One of the world's most indestructible ships will depart Norway in a few weeks, bound for the Arctic Ocean, where it will spend the winter deliberately trapped in sea ice, drifting wherever the winds take it.
The powerful icebreaker, called the RV Polarstern, has an ambitious goal: to determine how climate change is reshaping the Arctic. The 13-month-long, $130 million expedition, called Multidisciplinary drifting Observatory for the Study of Arctic Climate (MOSAIC), has been planned for years and will require more than 600 scientists and technical staff.
The ship sets sail Sept. 20 from Tromsø, in northern Norway, and it will head eastward along the coast of Russia. Expedition leader Markus Rex, of the Alfred-Wegener Institute (which operates the Polarstern), said the ship will likely enter floating sea ice in mid-October, and then will drift across the Arctic, surrounded by ice, until next summer, before returning to its home port in Bremerhaven, Germany, in the fall.
Getting stuck in floating sea ice would spell the end for most ships, but Rex said the Polarstern is tough enough to handle it.
"Our ship is one of the most powerful and most capable research icebreakers that exist," Rex told Live Science."There could be huge pressure from the ice … but we know the strength of our vessel. We are not in danger of losing our ship."
Icebound in the Arctic
Climate change is altering the Arctic. Each September, the Arctic sea ice minimum covers around half the area it did 30 years ago, and scientists fear their knowledge is outdated.
Some of the trends driving changes in the Arctic can be spied from afar using satellite imagery, but many of the local processes involved are still not clearly understood. From its icebound, ever-changing location, the MOSAIC expedition will give scientists a much clearer understanding of these processes. The expedition will investigate the environmental energy sources involved in melting and moving sea ice, the formation and precipitation of Arctic clouds, and the effects of heat and mass transfers between the atmosphere, the ice, and the ocean. Then, the findings will be used to refine computer models of the global climate, Rex told Live Science.
At different phases of the expedition, hundreds of people will be transported to the icebound Polarstern by four other icebreakers — from Sweden, Russia and China — and by aircraft that will land on an ice runway built nearby.
Unlike on previous scientific expeditions, the scientists will study the Arctic environment throughout its annual cycle of freezing and thawing, from the growth of sea ice in the fall through to its breakup the following summer.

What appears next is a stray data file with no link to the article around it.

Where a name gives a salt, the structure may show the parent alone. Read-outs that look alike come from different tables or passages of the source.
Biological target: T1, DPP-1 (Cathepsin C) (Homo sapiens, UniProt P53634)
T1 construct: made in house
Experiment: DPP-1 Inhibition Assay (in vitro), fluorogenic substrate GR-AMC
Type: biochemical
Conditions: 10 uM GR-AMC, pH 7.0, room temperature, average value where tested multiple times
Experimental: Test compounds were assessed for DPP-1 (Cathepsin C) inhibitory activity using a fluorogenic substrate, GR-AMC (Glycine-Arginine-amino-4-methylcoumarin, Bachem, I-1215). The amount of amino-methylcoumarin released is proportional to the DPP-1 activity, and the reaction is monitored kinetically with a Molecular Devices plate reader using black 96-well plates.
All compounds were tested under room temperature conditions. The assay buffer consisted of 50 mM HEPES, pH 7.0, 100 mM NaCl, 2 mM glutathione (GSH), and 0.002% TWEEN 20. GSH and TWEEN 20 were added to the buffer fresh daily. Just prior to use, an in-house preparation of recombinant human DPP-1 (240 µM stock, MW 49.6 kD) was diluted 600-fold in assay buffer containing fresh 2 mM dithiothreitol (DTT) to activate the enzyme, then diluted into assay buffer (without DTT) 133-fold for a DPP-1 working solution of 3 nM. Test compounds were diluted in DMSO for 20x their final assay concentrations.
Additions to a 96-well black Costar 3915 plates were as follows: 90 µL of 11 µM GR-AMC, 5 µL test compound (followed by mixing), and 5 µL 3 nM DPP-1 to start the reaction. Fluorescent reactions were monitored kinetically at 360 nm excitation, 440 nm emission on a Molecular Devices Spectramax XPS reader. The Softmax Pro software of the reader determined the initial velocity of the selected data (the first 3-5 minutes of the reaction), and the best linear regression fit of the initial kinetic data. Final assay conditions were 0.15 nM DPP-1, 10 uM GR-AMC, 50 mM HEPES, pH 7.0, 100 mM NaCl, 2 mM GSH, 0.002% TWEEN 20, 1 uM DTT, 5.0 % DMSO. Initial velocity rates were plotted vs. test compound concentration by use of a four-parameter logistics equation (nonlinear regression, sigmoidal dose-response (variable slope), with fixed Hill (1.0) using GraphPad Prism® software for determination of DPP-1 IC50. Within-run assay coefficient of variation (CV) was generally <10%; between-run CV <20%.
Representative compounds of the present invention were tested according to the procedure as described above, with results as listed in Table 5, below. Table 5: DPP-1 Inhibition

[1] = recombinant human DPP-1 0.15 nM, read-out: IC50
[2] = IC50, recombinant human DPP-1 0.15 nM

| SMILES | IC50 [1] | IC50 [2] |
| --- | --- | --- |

Where the sea ice is thick enough — around 5 feet (1.5 meters) thick — remote camps and scientific instruments will be placed up to 30 miles (50 km) from the Polarstern. Measurements will be made at depths down to 13,000 feet (4,000 meters) below the surface and at altitudes of more than 114,000 feet (35,000 m).
To the pole
The scientific expedition on the Polarstern hearkens back to the voyage of Fridtjof Nansen's ship, the Fram, at the end of the 19th century.
Nansen had the Fram specially designed and built to withstand the pressure of the surrounding sea ice. He and his crew of 12 left Tromsø in July 1893 and started drifting with sea ice in October, near the New Siberian Islands in the far north of Russia.
But after drifting with the ice for almost two years, Nansen was unsatisfied with the ship's progress — and he and crewman Hjalmar Johansen left the ship in March 1895 in an attempt to reach the North Pole over the ice.
Severe frostbite and worsening weather forced them to turn back within a month, and they retreated to the Arctic islands of Franz Josef Land for the polar winter.
Nansen and Johansen were eventually rescued by another Arctic expedition; the Fram stayed icebound until August 1896 before returning with the rest of the crew to Norway.
The upcoming expedition of the Polarstern was first proposed about eight years ago by scientists at the Alfred Wegener Institute, as a modern effort to improve upon Nansen's Arctic journey, Rex said.
The uncertainties of the drifting sea ice mean that, like the Fram, the Polarstern might not reach the North Pole, but planners are confident the ship will reach the Atlantic sector of the Arctic next year, Rex said.
"The wind pushes the ice, and our vessel will follow whatever the ice does," he said. "We know what the wind systems do in the central Arctic, and they will push us in the right direction."
Originally published on Live Science.
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Editor's Note: This article was updated to correct the thickness of the sea ice.
Originally published on Live Science.
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Tom Metcalfe is a freelance journalist and regular Live Science contributor who is based in London in the United Kingdom. Tom writes mainly about science, space, archaeology, the Earth and the oceans. He has also written for the BBC, NBC News, National Geographic, Scientific American, Air & Space, and many others.